October’s report on pre-school and early home learning effects on A-level outcomes (DFE-RR472A) has some heartening things to say for us who are struggling as Children’s Centres are closing, reshaping or simply looking gloomily at their money being taken away. Lasting impact to AS level; lasting impact beyond that for young people whose background is more problematic.
I’m going to put up part of the executive summary, partly for my students (yes, you: now look up the full text, linked above), but also because it never hurts to keep saying these things:
• There are continuing effects of pre-school at age 17. EPPSE students who had attended any pre-school were more likely to enter AS-level exams (mostly taken at age 17) than those who had not. In addition, if they attended a high quality pre-school they were twice as likely as those who hadn’t attended pre-school to take AS-levels.
• However, for most students the pre-school effect had disappeared by the time they took A-levels (generally at age 18) as there were no continuing effects of pre-school at entry to A-level exams or on the grades students achieved in them.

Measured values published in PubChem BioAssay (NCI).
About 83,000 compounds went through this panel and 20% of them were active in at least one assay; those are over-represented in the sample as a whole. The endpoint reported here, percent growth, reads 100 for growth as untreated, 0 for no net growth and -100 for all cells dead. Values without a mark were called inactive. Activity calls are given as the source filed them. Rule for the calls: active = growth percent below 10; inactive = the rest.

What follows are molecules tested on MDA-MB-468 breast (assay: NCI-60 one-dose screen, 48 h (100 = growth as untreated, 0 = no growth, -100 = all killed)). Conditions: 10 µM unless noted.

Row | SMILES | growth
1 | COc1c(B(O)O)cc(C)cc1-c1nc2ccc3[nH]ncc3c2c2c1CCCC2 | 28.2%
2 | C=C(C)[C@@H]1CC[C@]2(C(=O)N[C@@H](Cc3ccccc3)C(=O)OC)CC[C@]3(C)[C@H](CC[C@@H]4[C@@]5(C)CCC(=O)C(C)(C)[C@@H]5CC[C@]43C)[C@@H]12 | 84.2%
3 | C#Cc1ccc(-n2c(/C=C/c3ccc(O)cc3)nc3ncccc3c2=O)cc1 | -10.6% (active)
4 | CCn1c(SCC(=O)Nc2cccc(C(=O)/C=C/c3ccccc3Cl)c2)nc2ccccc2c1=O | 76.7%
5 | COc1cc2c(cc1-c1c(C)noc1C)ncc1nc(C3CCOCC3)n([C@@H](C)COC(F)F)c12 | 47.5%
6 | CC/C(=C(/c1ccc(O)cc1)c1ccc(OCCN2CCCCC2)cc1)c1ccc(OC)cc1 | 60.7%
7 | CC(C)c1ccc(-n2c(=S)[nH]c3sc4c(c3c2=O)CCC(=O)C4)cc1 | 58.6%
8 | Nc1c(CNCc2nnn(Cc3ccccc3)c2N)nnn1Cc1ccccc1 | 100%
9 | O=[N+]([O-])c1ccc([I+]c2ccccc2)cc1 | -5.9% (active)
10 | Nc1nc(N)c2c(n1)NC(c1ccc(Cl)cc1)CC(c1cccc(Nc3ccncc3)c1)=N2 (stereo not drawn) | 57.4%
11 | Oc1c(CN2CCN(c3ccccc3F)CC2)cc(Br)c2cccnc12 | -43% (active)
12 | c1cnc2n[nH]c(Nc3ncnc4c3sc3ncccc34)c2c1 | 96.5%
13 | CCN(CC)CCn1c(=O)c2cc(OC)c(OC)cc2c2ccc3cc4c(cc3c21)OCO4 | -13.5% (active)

• Separate analysis for the Sutton Trust (Sammons, Toth and Sylva, 2015) showed that there is lasting impact of pre-school for the specific sub-group of disadvantaged young people who were classed as ‘high achievers’ at the end of primary school.
Home learning environment
• The quality of the home learning environment EPPSE students experienced before they attended school does have a continuing effect at ages 17 and 18. EPPSE students who experienced a good early HLE were more likely to enter AS-levels, A-levels, and have higher attainment in terms of KS5 point scores.
And beyond? Well, the implications for how we and the Higher Education students with whom we engage see the role of Early Childhood is a start: coming into the sector “to make a difference” really does seem to work.